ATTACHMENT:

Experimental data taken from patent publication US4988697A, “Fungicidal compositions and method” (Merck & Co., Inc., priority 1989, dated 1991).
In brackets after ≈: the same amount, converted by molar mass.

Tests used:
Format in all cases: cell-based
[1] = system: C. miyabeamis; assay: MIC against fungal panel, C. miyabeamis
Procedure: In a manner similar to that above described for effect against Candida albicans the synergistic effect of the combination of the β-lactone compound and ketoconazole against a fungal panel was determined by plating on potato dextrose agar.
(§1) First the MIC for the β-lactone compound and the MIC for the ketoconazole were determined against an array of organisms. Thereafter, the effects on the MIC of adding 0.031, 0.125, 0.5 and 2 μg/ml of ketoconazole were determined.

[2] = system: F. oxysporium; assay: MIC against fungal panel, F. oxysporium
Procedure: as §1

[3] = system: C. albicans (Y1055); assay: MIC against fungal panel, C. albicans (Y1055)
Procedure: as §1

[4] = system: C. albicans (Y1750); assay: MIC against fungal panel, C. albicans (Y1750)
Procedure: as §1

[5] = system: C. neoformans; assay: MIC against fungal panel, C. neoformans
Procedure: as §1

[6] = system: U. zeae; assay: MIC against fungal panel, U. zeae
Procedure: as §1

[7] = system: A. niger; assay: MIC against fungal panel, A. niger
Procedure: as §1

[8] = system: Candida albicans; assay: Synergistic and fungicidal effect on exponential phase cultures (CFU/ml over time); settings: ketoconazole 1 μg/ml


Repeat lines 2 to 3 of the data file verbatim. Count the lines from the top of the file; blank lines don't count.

In brackets after ≈: the same amount, converted by molar mass.

Tests used: